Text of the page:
Pulmonary And Renal Support During Acute Respiratory Distress Syndrome (PARSA)
In patients presenting with the acute respiratory distress syndrome (ARDS), mechanical ventilation with low tidal volume (6 ml/kg predicted body weight) is the current gold standard for supportive care. However, despite a relative low tidal volume, approximatively one third of patients will experienced tidal hyperinflation, a phenomenon known to induce pulmonary and systemic inflammatory response. A further reduction of the tidal volume to 4 ml/kg (PBW) will prevent pulmonary area from tidal hyperinflation. As a result, hypercarbia and respiratory acidosis are commonly observed with such very low tidal ventilation. Extra corporeal CO2 removal is one of a mean to normalize arterial CO2 tension.
Patients with ARDS also frequently develop acute renal failure which may required Renal Replacement Therapy. Some data suggests that starting early the RRT may favor outcome.
The investigators hypothesized that a strategy combining ECCOR and RRT early in the course of patients presenting ARDS and acute renal failure will allow the tidal volume to be further reduced, providing lung protection, while avoiding the arterial CO2 tension to be increased.
For this purpose, the investigators sought to evaluate the safety and efficacy of adding a membranel oxygenator within an hemofiltration circuit, either upstream or downstream of the hemofilter.
Acute Respiratory Distress Syndrome
Acute Renal Failure
Device: Combined ECCOR and RRT
|Study Design:||Endpoint Classification: Safety/Efficacy Study
Intervention Model: Single Group Assignment
Masking: Open Label
Primary Purpose: Supportive Care
|Official Title:||Safety and Efficacy of Combined Extracorporeal CO2 Removal and Renal Replacement Therapy in Patients With the Acute Respiratory Distress Syndrome and Acute Renal Failure|
- Arterial carbon dioxide reduction [ Time Frame: 20 min ] [ Designated as safety issue: No ]20 % reduction of arterial carbon dioxide tension after 20 min of combined ECCOR and RRT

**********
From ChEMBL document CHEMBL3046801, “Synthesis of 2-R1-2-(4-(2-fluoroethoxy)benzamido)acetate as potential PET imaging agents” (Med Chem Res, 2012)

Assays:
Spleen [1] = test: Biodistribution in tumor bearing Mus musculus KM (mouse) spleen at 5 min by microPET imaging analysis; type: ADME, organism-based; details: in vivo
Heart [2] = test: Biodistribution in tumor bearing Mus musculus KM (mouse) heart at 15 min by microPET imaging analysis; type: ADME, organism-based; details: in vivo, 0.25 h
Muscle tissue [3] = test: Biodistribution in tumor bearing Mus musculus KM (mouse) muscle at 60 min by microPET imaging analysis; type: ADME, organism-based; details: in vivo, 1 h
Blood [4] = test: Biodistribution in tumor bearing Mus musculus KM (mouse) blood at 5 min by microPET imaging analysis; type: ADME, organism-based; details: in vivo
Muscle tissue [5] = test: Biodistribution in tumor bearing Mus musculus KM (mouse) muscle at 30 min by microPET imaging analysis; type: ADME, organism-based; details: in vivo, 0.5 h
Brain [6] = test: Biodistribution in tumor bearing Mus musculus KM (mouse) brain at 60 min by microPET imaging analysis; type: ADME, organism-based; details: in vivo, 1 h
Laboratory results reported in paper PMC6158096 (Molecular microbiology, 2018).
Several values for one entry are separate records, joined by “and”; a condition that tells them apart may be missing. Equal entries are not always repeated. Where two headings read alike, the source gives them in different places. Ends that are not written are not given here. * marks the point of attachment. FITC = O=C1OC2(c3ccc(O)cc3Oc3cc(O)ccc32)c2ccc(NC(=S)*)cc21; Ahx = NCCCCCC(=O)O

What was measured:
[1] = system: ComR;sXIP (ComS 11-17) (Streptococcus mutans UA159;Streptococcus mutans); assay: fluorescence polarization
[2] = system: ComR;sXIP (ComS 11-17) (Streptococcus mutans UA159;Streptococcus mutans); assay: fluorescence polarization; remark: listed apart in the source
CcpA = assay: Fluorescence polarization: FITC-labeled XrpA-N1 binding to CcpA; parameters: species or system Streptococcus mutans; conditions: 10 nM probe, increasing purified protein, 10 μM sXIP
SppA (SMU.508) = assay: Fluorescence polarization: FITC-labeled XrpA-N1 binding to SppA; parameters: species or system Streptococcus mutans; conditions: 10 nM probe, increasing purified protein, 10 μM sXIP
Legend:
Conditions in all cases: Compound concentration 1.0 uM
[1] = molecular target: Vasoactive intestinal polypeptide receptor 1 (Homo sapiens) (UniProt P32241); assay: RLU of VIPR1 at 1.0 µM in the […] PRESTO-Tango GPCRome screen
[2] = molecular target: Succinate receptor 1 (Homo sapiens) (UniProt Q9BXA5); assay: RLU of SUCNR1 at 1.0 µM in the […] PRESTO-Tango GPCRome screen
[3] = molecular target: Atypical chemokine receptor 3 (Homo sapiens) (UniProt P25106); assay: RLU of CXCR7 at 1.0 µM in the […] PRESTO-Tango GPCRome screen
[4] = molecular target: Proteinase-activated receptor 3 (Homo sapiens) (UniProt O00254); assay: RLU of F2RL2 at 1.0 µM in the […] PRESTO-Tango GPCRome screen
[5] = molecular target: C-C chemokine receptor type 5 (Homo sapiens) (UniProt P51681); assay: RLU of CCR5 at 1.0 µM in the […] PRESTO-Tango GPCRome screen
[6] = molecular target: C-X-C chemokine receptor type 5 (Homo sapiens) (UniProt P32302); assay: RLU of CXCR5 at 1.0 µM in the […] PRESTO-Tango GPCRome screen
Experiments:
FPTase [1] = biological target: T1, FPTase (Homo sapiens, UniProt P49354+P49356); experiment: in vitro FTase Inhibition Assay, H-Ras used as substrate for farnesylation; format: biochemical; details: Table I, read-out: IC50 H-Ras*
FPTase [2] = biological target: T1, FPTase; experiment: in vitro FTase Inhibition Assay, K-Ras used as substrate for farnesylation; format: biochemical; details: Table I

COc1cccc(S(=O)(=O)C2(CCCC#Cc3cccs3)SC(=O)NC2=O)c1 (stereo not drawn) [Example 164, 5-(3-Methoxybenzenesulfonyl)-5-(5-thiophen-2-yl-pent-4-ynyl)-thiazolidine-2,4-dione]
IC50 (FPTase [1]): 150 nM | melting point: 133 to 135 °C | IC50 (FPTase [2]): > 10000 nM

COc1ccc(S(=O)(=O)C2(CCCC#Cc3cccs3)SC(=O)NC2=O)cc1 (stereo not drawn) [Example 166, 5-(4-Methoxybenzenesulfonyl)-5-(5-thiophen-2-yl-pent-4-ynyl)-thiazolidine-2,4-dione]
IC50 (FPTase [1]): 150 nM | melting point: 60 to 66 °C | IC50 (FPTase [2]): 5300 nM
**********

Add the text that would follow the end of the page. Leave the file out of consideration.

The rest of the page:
- Gas transfer measurement [ Time Frame: 20 min, H1, H6, H12, H24, H36, H48 and H72. ] [ Designated as safety issue: No ]Measurement of PO2 and PCO2 before and after the membrane oxygenation
- Arterial blood gases [ Time Frame: 20 min, H1, H6, H12, H24, H36, H48 and H72. ] [ Designated as safety issue: No ]Measurement of arterial blood gases
- carbon dioxide elimination (VCO2) [ Time Frame: 20 min, H1, H6, H12, H24, H36, H48 and H72. ] [ Designated as safety issue: No ]Measurement of carbon dioxide elimination rate at the ventilator and at the membrane oxygenator
- Respiratory mechanics and hemodynamic parameters [ Time Frame: 20 min, H1, H6, H12, H24, H36, H48 and H72. ] [ Designated as safety issue: No ]Measurement of respiratory mechanics and hemodynamic parameters
- Safety monitoring [ Time Frame: 20 min, H1, H6, H12, H24, H36, H48 and H72. ] [ Designated as safety issue: Yes ]
Continuous measurement of the differential pressure across the oxygenator membrane and across the hemofilter.
Assessment of catheter dysfunction, clotting or disruption of the extra-corporeal circuit, clotting of the oxygenator membrane or of the hemofilter.
Assessment of patient's haemorragic or thrombotic complications.
|Study Start Date:||November 2010|
|Study Completion Date:||June 2015|
|Primary Completion Date:||December 2014 (Final data collection date for primary outcome measure)|
Device: Combined ECCOR and RRT
Please refer to this study by its ClinicalTrials.gov identifier: NCT01239966
|Hopital Paul Desbief|
|Marseille, France, 13002|
|Hopital Ambroise Pare|
|Marseille, France, 13006|
|Principal Investigator:||Jérôme Allardet-Servent, MD||Hopital Ambroise Pare|